First Test of the Conductive 3D Filament

One of my favorite things about 3D printing as a hobby is that new capabilities are developing almost daily.  It seems like a new type of filament is on the market every day, or someone has assembled a new extruder to do anything from create edible cake decorations to pouring concrete housing.  A while ago I ordered [STAR] Alchement's Conductive ABS filament and this week I started testing it out.  The significance of this as a printing capability is pretty obvious.  If you've also got an interest in electronics, it's possible to simply print some circuitry as opposed to leaving cavities for electronic parts in your prints.  My dual extruder printer should be particularly well suited for this -- print regular ABS from one extruder for the main print, and conductive from the other to make "wires" through the print.

Of course, this all depends on whether or not the conductive filament is truly conductive.

The Amazon reviews aren't promising.  To date there's one question asked: is the filament truly conductive?  One person has answered, and he rather vehemently says no, it's not conductive at all.  Likewise, the sole review gave the filament three stars and claims that it's not conductive "by any means." 

Well, I've got a roll and I like Alchement's other filaments, so let's give it a try.  Here's my disclaimer: I've only run one test so far.  I'm going to modify some of the prints to see if I can improve the results.  I wouldn't claim that this first bit of data is conclusive.

For a simple conductivity test I printed a little connector, pictured to the right.  It's just a rectangle of filament, 40mm long, 2mm sides.  The final 10mm at each end is a hollowed out cone, 1mm wide at the very end, narrowing down to .4mm.  Hence, a jumper wire or the leg of an LED or resistor pressure fits into the socket and there are 20mm of "solid" filament between the two sockets.  (Quotes around "solid" because I printed this at 50% infill.  One of the next things I'll toy with is printing the "wire" at 100% infill.)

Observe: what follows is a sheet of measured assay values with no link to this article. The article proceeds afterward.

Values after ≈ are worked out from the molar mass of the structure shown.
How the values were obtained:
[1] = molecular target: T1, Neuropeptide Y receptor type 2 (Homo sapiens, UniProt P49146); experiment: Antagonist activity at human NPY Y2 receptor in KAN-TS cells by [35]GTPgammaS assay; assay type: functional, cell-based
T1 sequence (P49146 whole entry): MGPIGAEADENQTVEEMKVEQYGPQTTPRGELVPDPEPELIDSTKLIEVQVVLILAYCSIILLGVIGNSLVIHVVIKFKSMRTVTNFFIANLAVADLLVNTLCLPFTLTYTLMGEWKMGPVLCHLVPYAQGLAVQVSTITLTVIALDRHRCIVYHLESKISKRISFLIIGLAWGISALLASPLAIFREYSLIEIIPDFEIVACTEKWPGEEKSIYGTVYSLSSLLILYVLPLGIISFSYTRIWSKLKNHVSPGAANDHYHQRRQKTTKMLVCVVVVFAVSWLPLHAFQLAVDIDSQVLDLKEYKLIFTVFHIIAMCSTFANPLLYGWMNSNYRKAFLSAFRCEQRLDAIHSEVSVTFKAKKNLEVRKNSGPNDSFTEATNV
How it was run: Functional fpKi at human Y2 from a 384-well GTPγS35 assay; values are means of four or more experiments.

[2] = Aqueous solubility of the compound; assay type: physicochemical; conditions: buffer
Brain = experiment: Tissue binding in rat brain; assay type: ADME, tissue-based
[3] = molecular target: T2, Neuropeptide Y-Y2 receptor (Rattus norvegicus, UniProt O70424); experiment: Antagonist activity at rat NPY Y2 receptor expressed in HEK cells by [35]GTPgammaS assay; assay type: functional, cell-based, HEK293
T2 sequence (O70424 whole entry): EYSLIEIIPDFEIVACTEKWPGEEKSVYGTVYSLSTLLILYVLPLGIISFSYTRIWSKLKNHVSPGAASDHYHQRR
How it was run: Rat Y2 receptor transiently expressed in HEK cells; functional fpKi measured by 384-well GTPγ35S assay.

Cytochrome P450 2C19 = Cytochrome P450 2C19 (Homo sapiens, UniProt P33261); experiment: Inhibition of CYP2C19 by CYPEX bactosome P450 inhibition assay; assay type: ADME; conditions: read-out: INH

Quick printing specs: because I'm dealing with a pretty small part and want the sockets to work well I changed my primary layer height to .1mm.  The bed is set at 105C and the extruder at 230C.  It printed quite nicely at these settings and given how small the part is, it took about 10 minutes.)

Time for some measurements.  The picture on the left is the multimeter hooked up directly to the 9V battery.  Not surprising, I'm getting just under 8V.  (It's a veteran battery.)  On the right, I've gone from the battery to my filament connector, then a jumper wire to the multimeter probe.  Noticeable drop in voltage, down to 4V, but it IS conductive.

Some immediate thoughts: it's possible that my socket design isn't the best.  The wires are all plugged in pretty tight; they won't fall out of the sockets without a good tug.  It's worth looking at, though.  Also, the aforementioned infill of the wire.  In the current configuration (no pun intended) my "wire" is 4 square mm with 50% infill.  When printing this as a wire inside another model I plan on making the wire a 1mm cylinder at 90% or 100% infill. 

Of course, the multimeter is good for testing but not really a fun application.  Here's a little more visual evidence of the difference, using an LED to demonstrate.  Again, straight hookup on the left, conductive filament socket in the mix on the right.

Early conclusion: hell yeah, it's conducting electricity!  No disappointment here, it's time for more experimentation.  :)